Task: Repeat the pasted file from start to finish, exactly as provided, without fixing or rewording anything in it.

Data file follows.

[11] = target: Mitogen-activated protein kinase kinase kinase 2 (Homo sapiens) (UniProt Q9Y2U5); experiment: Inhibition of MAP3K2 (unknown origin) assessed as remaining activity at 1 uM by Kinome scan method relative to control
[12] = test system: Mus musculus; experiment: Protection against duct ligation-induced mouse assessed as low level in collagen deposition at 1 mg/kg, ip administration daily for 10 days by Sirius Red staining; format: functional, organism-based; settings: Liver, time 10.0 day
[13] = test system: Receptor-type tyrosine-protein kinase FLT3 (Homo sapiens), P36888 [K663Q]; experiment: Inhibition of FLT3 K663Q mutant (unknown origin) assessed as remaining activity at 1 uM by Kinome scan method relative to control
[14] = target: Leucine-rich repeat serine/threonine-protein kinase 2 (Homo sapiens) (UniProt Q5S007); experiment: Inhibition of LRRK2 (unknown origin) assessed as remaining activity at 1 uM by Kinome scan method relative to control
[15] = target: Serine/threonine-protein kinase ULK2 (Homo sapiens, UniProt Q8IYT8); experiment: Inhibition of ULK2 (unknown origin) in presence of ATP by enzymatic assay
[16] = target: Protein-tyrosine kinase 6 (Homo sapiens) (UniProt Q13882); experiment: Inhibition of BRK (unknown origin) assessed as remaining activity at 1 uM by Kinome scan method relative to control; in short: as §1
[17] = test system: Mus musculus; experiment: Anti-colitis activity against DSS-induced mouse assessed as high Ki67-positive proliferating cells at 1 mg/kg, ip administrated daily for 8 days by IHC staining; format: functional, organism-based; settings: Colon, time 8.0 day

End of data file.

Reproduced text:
[11] = target: Mitogen-activated protein kinase kinase kinase 2 (Homo sapiens) (UniProt Q9Y2U5); experiment: Inhibition of MAP3K2 (unknown origin) assessed as remaining activity at 1 uM by Kinome scan method relative to control
[12] = test system: Mus musculus; experiment: Protection against duct ligation-induced mouse assessed as low level in collagen deposition at 1 mg/kg, ip administration daily for 10 days by Sirius Red staining; format: functional, organism-based; settings: Liver, time 10.0 day
[13] = test system: Receptor-type tyrosine-protein kinase FLT3 (Homo sapiens), P36888 [K663Q]; experiment: Inhibition of FLT3 K663Q mutant (unknown origin) assessed as remaining activity at 1 uM by Kinome scan method relative to control
[14] = target: Leucine-rich repeat serine/threonine-protein kinase 2 (Homo sapiens) (UniProt Q5S007); experiment: Inhibition of LRRK2 (unknown origin) assessed as remaining activity at 1 uM by Kinome scan method relative to control
[15] = target: Serine/threonine-protein kinase ULK2 (Homo sapiens, UniProt Q8IYT8); experiment: Inhibition of ULK2 (unknown origin) in presence of ATP by enzymatic assay
[16] = target: Protein-tyrosine kinase 6 (Homo sapiens) (UniProt Q13882); experiment: Inhibition of BRK (unknown origin) assessed as remaining activity at 1 uM by Kinome scan method relative to control; in short: as §1
[17] = test system: Mus musculus; experiment: Anti-colitis activity against DSS-induced mouse assessed as high Ki67-positive proliferating cells at 1 mg/kg, ip administrated daily for 8 days by IHC staining; format: functional, organism-based; settings: Colon, time 8.0 day